Phoebe Noble, Corwin Wright, Neil Hindley, Nicholas Mitchell, Chihoko Cullens, Scott England, Nicholas Pedatella, and Tracy Moffat-Griffin

The Mesosphere and Lower Thermosphere (MLT), at 80-100 km altitude, is critical in the coupling of the middle and upper atmosphere and determining momentum and energy transfer between these two regions. However, despite its importance, General Circulation Models (GCMs) have only recently been extended to the MLT region and remain poorly constrained.

We use a long term meteor radar dataset from Rothera on the Antarctic Peninsula to test the eXtended Whole Atmosphere Community Climate Model (WACCM-X). This radar has been running continuously since 2005, resulting in a uniquely long, consistent measure of the winds in the MLT that we can use to investigate long term variability. We find that although some characteristic features are represented well in WACCM-X, the model exhibits considerable biases. In particular, the observations show a ~10m/s eastward wind in Antarctic winter whereas the model predicts winds of the same magnitude but opposite direction. We propose that this difference is due to the lack of secondary gravity wave modelling in WACCM-X.

We also find interannual variability in both the observations and the model. In order to understand these differences, we further investigate the role of external climate processes in driving the winds in this region. Using a linear regression method, we quantify how the (observed and modelled) winds in the Antarctic MLT respond to Solar activity, the El Nino Southern Oscillation (ENSO), the Quasi-Biennial Oscillation (QBO) and the Southern Annular Mode (SAM). For some indices we find good agreement between the observations and model results while for others we see important differences.

How to cite: Noble, P., Wright, C., Hindley, N., Mitchell, N., Cullens, C., England, S., Pedatella, N., and Moffat-Griffin, T.: Long term trends in winds in the mesosphere and lower thermosphere over Rothera (67°S, 68°W) from radar observations and WACCM-X, EGU General Assembly 2022, Vienna, Austria, 23–27 May 2022, EGU22-772, https://doi.org/10.5194/egusphere-egu22-772, 2022.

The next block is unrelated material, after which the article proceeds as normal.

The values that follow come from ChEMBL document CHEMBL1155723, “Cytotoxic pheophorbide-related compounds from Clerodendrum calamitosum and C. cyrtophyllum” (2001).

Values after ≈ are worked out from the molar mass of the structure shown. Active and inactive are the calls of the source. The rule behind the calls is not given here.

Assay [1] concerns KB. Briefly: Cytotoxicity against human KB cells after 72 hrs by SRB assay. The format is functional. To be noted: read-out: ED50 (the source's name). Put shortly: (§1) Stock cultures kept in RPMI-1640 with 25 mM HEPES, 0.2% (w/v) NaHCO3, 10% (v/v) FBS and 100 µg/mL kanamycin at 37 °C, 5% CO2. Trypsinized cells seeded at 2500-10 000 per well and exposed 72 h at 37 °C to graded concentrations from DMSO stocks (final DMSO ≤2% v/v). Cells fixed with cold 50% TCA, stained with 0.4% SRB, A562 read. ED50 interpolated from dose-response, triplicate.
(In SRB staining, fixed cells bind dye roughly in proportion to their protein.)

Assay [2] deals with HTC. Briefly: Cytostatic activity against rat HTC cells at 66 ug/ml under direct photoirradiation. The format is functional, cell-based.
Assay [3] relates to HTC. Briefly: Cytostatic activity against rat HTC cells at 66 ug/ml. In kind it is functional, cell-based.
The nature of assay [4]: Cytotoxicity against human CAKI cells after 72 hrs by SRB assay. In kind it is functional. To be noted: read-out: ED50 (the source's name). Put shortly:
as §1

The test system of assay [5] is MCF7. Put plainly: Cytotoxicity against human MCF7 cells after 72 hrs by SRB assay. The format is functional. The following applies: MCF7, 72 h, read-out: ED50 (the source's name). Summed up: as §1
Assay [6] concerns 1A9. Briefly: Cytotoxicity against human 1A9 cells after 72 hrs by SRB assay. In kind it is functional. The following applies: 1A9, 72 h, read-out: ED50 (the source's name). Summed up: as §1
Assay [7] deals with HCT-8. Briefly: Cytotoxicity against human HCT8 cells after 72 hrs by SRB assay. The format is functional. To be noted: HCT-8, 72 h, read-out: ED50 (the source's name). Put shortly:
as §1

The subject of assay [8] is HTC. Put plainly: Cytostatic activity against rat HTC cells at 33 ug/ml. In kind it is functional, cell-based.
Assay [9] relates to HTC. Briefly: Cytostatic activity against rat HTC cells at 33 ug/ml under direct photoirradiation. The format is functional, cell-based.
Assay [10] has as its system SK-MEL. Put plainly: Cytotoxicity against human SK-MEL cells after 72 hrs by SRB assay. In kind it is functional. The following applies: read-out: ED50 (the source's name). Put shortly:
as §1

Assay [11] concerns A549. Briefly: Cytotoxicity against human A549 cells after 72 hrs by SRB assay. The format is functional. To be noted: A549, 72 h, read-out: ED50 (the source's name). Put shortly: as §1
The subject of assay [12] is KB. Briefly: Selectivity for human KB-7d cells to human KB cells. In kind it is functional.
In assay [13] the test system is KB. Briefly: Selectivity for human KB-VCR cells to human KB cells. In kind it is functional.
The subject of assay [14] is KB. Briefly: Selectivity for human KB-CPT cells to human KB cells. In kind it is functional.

16:04–16:10
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EGU22-7126
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Virtual presentation
David Newnham, Mark Clilverd, William Clark, Michael Kosch, Pekka Verronen, and Alan Rogers

Ground-based observations of the ozone (O3) emission line at 11.072 GHz have been made using the Ny Ålesund Ozone in the Mesosphere Instrument (NAOMI) at the UK Arctic Research Station (latitude 78°55’0” N, longitude 11°55’59” E).  Seasonally-averaged O3 vertical profiles in the mesosphere-lower thermosphere (MLT) region from 15 August 2017 to 15 March 2020 have been retrieved over the altitude range 62–98 km.  NAOMI measurements are compared with overlapping Sounding of the Atmosphere using Broadband Emission Radiometry (SABER) satellite observations.  The NAOMI and SABER data are binned into 3-month nominal ‘winter’ (15 December–15 March), ‘autumn’ (15 August–15 November), and ‘summer’ (15 April–15 July) periods.  The NAOMI observations show the same year-to-year and seasonal variabilities as the SABER 9.6 µm O3 data, and winter night-time and twilight volume mixing ratio (VMR) profiles agree to within the measurement uncertainties.  However, for autumn twilight conditions the SABER 9.6 µm O3 secondary maximum VMR is more than 50% higher than NAOMI.  Comparing the two SABER channels which measure O3 at different wavelengths and use different processing schemes, the 9.6 μm O3 autumn twilight VMR values for 2017–19 exceed the corresponding 1.27 μm data with the largest difference (58%) in the 65–95 km altitude range similar to the NAOMI observation.  Summer daytime SABER 9.6 μm mesospheric O3 VMR is also consistently higher than the 1.27 μm measurement, confirming previously reported differences between SABER 9.6 μm measurements and those made by other satellites.

How to cite: Newnham, D., Clilverd, M., Clark, W., Kosch, M., Verronen, P., and Rogers, A.: Comparison of ground-based 11.072 GHz microwave observations of Arctic polar MLT ozone with SABER datasets, EGU General Assembly 2022, Vienna, Austria, 23–27 May 2022, EGU22-7126, https://doi.org/10.5194/egusphere-egu22-7126, 2022.

16:10–16:16
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EGU22-10039
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Virtual presentation
Stefan Noll, Wolfgang Kausch, Carsten Schmidt, Michael Bittner, and Stefan Kimeswenger

The nighttime near-infrared radiation of the Earth's atmosphere is mainly produced in the mesopause region between 80 and 100 km by chemiluminescent emission of the OH radical. The line radiation of various vibrational and rotational states is therefore a valuable indicator of the chemistry and dynamics in the upper atmosphere. The vertical emission distribution can significantly change with time. It is also expected that the time-averaged effective emission height depends on the studied OH line due to differences in the radiative lifetimes, the collision-related transition probabilities, and the initial level population after the production of the radical. Although the knowledge of the OH emission layering is important for the interpretation of passing perturbations, the line-specific details are still uncertain.